Building » Whitchurch – St George Protector of England

Whitchurch – St George Protector of England

Claypit Street, Whitchurch, Shropshire SY13

A simple Gothic school-chapel of 1878 by James O’Byrne. Hemmed in on both sides, the constraints of the elongated plot required the interior to be top-lit. There is good post-war stained glass in the sanctuary. The presbytery is one of a pair of late Georgian town houses.

In June 1876 James O’Byrne drew up a perspective view of the ‘Proposed New School and Presbytery, Whitchurch, Cheshire’. Sufficient funds were raised for building to start on 28 August 1877 but the building which opened on Whit Monday 1878 was but half of the proposal set out in O’Byrne’s June 1876 drawing.  The presbytery was not built at this time, and when the Revd T. Bolton, the first resident priest, arrived in 1892 he lived at no. 11 St John’s Street. In 1902 the mission was left the late-eighteenth century properties at Nos. 17 and 19 Claypit Street opposite the church (No. 17 remains the presbytery, while No. 19 was sold in 1996). The original intention that the church should also serve as a schoolroom was evidently never realised, but screens to divide the space remained well into the twentieth century.

The original narthex was lost in 1914 when the gallery was built. Another early alteration was the installation in 1906 of a new altar and reredos. The church was reordered in 1969, when the 1906 reredos was removed and the altar brought forward. A pulpit of 1904 (erected in memory of Fr Bolton) and the communion rails were removed at this time or possibly later, and the door opening between the sanctuary and the west passage infilled. In a further reordering in 1985 panelling was installed in the sanctuary and the 1906 altar moved to its current position beneath the chancel arch. In one of these reorderings the font was moved from the back of the church to its current position near the chancel arch. The organ came from a Methodist chapel and was installed in the gallery in the early 1990s.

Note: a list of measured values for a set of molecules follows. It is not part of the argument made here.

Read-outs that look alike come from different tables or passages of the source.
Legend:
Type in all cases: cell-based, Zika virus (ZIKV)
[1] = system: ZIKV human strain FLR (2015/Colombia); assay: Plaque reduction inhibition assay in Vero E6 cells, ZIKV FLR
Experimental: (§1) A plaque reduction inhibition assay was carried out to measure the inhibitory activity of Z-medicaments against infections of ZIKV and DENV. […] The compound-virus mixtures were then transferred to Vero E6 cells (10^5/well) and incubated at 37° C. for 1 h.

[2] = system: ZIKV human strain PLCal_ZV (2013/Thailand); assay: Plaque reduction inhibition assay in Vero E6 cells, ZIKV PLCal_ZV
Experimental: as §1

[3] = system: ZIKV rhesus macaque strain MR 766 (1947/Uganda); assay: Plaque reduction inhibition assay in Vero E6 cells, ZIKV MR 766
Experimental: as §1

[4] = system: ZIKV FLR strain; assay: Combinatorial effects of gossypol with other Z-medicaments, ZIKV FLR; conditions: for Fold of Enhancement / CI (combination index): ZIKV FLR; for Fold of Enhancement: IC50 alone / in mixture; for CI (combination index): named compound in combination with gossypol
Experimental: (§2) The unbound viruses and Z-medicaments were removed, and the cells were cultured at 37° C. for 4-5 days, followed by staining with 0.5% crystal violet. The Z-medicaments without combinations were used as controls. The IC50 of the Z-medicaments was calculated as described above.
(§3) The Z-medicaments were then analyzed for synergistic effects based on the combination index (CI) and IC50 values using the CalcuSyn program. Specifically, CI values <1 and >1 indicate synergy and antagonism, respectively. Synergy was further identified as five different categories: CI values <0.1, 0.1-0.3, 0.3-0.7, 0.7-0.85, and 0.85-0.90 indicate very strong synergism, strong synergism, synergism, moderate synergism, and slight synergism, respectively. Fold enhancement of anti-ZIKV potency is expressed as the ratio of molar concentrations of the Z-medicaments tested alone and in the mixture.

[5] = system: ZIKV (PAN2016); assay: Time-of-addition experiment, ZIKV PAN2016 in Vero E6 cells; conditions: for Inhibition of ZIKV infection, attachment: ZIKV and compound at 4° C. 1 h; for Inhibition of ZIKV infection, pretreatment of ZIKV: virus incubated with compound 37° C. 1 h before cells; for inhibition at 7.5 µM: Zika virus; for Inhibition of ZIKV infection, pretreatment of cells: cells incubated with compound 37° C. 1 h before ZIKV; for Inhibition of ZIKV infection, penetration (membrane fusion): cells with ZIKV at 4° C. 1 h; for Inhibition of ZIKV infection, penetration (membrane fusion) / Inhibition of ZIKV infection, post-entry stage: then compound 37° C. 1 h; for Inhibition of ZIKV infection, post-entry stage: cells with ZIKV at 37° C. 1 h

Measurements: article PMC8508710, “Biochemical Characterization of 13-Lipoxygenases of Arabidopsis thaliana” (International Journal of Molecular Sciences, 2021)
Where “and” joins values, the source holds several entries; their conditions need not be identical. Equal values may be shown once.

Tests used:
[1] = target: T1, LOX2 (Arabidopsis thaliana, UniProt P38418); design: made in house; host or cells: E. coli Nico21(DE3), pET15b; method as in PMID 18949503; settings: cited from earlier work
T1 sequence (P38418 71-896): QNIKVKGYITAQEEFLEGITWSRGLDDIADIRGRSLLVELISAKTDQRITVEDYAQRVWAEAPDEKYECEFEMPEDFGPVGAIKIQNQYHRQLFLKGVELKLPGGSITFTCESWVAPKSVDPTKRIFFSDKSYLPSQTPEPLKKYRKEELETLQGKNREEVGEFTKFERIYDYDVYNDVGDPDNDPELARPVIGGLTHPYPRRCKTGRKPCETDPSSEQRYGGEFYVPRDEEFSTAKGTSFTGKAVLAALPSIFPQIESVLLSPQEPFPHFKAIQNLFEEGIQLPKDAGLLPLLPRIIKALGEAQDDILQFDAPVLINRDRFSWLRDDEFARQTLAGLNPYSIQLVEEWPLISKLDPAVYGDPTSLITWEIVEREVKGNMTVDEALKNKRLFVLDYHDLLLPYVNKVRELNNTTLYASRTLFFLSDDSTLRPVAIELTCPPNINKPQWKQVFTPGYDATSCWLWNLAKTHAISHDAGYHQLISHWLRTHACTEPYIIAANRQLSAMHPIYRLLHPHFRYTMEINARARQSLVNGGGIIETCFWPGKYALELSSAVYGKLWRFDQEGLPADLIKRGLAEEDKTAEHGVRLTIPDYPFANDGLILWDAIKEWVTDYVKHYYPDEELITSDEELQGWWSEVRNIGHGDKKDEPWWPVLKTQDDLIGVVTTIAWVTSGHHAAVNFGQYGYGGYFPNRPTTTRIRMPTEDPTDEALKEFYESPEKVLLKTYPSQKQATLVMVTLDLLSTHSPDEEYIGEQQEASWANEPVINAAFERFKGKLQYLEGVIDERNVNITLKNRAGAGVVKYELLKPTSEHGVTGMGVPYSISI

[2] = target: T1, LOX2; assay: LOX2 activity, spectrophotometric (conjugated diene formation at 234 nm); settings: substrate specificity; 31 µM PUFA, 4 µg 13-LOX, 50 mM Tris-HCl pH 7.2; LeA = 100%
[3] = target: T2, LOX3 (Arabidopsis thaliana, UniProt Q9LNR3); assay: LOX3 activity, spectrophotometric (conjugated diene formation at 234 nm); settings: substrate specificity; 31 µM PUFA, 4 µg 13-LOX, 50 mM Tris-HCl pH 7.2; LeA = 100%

A plain brick-built, slate-roofed mid-Victorian school-chapel building  (although apparently never used as a school). Of rectangular plan form, the building’s street frontage has a central door with three lancets over and a bellcote. Envisaging that the presbytery would abut its eastern flank, the architect lit the interior with a long glazed lantern on the ridge. Inside, the lantern casts generous light on the dark stained trusses and purlins and whitewashed ceiling plaster and walls. The nave is accessed via the enclosed area beneath the organ gallery.  The main space has timber pews on either side of a central alley. The (ritual) east wall of the nave has three segmental headed openings, the larger central one giving on to the sanctuary, the narrower flanking doors leading to the confessional and sacristy.  The sanctuary is lit by three high level lancets with stained glass  by Patrick Pollen (1928-2010), pupil of  Evie Hone and great-grandson of John Hungerford Pollen; they were given after World War II by the Crossley family of Combermere Abbey. The sanctuary has been reordered at least twice and does not contain furnishings of historic interest. The Stations of the Cross may be early or original.

Heritage Details

Architect: J. O’Byrne

Original Date: 1878

Conservation Area: Yes

Listed Grade: Not Listed